I touched on the game play but so far haven't really delved into it. In a word - it's boring. When you mine a node, you target it with your laser and then you activate the laser. The laser will zap at it repeatedly unless you turn it off or the ore is mined out. This can take 1 or more passes with the laser, a minimum of 45 seconds per pass (or "stack" collected). My limited experience with mining asteroids was that it takes around 3 passes to deplete one asteroid. Meanwhile you are staring at the screen, doing nothing. Combat is similar in functionality. When an enemy vessel approaches, you target it with your laser and turn it on. Both ships will zap each other repeatedly until one dies, I could not figure out any way to control the combat beyond that. My husband had the same experience with combat, neither of us was able to find a more interactive method to take out enemy ships.
When you're not mining ore or fighting enemies, you are docked at the station. While docked you can shop the market, chat with local quest givers or craft items. To make an item you simply create a job and kick it off, you can return later to collect the finished item. There are times when you fly from one station to another during "missions" or fly out to asteroids to mine ore. The act of flying itself isn't terribly interactive, you select a destination and your ship warps there. At no time that I could see were you controlling the ship manually. I thought this was kind of a bummer. Seems to me that one of the perks of a space-themed MMO should be the appeal of flying your own space ship like Luke Skywalker or Han Solo.
The upside to the crafting system in EVE is that you can learn any crafting ability. In most cases you only need to purchase a book to unlock it, although there are abilities that have prerequisites which also have to be met (other abilities that you've already unlocked). Even so, you're not limited to any particular number of skills. If you had the time and inclination you could try to learn them all. The leveling process is time consuming, as I mentioned above. It will probably take weeks or months to master a particular skill, mostly because you're locked into the real-time leveling schedule. I can easily see how this game could keep you engaged for a long time if you enjoy this style of play. There are a lot of professions and it would take a long time to learn them all. I'm guessing most players don't do that. More likely, they try a few trades until they find one they like and stay with that.
To me, playing this game felt more like an RTS than an MMO. There's a lot of micromanagement going on with your ship, your resources and the various activities you engage in. It seemed like I spent more time in the docking station navigating menus than I did out in space doing something. Perhaps this changes once you're more familiar with the interface and more comfortable with the game itself. I never reached that point with EVE.
I'd love to tell you how many hours I spent on this game, but I can't seem to find a command for that. I know I spent the bulk of one Saturday and a few more hours on a couple of subsequent days. I'd estimate that I spent at least 5 hours trying out EVE. I wanted to do more, but quite honestly after finishing the big quest chain I didn't know what I was supposed to do next. The only other quests that appear to be open to me are new quest chains for unlocking other professions. I'm not sure how to progress farther in my current profession. If I were playing this game for personal reasons, I would most likely just walk away at this point. As much as I want to give this game a fair shake, I don't think I can justify mindless tenacity. So I decided to hang up my hat at the five hour mark - sorry EVE.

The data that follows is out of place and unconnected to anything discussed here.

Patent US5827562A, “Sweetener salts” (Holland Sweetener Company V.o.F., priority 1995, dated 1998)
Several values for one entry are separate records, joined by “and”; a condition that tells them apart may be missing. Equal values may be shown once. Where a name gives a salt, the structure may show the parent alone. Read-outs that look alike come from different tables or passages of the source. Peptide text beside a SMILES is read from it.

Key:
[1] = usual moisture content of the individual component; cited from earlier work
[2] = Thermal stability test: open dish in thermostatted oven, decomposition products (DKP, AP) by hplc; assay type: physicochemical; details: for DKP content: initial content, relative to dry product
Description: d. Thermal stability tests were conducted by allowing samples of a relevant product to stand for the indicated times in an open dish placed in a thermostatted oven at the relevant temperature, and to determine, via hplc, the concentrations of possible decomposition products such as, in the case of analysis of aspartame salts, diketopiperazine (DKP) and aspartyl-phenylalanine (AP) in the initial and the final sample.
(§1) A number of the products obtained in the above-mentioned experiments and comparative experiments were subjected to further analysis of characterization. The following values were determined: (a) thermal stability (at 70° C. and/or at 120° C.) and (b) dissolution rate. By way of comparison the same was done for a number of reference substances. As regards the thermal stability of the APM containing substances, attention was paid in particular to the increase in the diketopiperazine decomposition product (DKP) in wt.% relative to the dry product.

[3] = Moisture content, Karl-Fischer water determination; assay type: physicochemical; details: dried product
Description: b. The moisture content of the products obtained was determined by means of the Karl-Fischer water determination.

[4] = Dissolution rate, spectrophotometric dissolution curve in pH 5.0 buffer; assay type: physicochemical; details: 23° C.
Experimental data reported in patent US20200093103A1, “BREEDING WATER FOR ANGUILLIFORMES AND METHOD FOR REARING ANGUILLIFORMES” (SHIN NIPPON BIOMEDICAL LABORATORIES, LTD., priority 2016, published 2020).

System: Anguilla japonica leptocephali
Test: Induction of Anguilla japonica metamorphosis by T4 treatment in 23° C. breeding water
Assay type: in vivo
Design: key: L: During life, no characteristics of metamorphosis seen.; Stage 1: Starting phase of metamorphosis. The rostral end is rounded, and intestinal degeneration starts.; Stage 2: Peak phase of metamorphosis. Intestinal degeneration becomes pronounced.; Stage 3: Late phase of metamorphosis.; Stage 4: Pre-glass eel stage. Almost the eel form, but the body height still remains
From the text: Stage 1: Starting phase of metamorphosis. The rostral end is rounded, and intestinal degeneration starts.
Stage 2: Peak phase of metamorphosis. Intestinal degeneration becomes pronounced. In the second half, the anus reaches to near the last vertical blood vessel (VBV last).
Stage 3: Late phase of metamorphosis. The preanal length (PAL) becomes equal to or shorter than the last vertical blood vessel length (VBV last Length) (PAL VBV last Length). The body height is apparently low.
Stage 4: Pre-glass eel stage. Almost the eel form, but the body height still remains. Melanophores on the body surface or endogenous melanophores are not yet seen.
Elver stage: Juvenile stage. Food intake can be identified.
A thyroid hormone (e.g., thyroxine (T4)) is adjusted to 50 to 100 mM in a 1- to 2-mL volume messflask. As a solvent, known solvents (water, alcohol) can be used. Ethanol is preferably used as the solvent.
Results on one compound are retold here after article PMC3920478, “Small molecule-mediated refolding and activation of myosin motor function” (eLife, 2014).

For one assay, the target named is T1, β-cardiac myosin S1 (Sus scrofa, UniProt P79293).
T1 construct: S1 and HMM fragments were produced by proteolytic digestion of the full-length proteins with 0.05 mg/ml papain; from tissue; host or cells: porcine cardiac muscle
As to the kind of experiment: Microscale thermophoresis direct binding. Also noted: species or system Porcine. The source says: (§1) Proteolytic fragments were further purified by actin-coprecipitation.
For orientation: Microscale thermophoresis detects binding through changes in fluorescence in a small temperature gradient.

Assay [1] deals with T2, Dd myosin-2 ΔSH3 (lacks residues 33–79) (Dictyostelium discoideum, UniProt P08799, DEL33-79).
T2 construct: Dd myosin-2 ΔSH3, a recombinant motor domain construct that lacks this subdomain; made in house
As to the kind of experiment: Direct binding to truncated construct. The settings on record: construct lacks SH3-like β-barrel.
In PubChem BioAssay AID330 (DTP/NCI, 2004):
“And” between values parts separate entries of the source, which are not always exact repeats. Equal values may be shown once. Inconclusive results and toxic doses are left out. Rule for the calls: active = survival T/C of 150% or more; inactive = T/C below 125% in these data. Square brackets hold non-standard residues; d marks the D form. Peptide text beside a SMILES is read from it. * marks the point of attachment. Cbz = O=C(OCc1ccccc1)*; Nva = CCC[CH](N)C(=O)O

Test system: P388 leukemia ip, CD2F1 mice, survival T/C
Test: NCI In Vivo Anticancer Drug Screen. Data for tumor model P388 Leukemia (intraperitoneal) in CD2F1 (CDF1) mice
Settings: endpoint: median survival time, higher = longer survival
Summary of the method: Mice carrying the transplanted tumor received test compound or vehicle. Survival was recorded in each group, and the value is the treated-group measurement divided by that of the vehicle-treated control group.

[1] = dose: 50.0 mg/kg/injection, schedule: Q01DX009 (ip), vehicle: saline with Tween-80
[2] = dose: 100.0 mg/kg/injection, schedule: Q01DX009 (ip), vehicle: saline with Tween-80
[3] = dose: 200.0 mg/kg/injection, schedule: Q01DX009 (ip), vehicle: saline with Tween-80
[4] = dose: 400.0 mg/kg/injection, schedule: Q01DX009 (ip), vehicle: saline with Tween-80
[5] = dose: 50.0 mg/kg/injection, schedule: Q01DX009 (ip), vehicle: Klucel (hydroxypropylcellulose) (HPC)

That said, I don't feel that I was unfair to EVE. My hubby was ready to quit after the first hour. He's a pretty tolerant guy, but he pronounced it boring and had no motivation to continue. His take was that there was no game in the game, no part of it that was actually fun. Sadly, I agree with him on that. While I appreciate some of the concepts they tried to bring to this game, the execution is just not compelling. Now it may be tempting to assume that I'm just whining and being unreasonable because EVE didn't cater to my girly nature. I wish that were the case, but my personal agenda left the building sometime during the second hour. Beyond that it was professional courtesy keeping me going. I've been an advanced computer user for over 15 years and I've done UI testing and tech support at different times along the way. I've gotten pretty good at sussing out what the average user can and can't handle. I think the EVE folks missed the mark on making this game friendly and inviting. Perhaps that wasn't their goal and they're fine with the early game experience as it is. It's my view that anyone who's been playing for 5+ hours shouldn't be confused about what the game has to offer. And if you haven't grabbed someone by then, you probably aren't going to. I think this game has too much of a learning curve for most people. It's also lacking in fun factor. There's not enough help information available, even for folks who are actively searching for it (in-game or on the web). The tutorials aren't comprehensive enough to familiarize players with the major aspects of the game. The quests appear to dry up before players have a chance to get a solid grasp of the game or get significantly immersed in it. Much as I hate to do it, I would have to rank this game below "A Tale in the Desert" in terms of crafting. While it has a very large and complex crafting system which represents a core part of the game, it's just not an enjoyable gaming experience.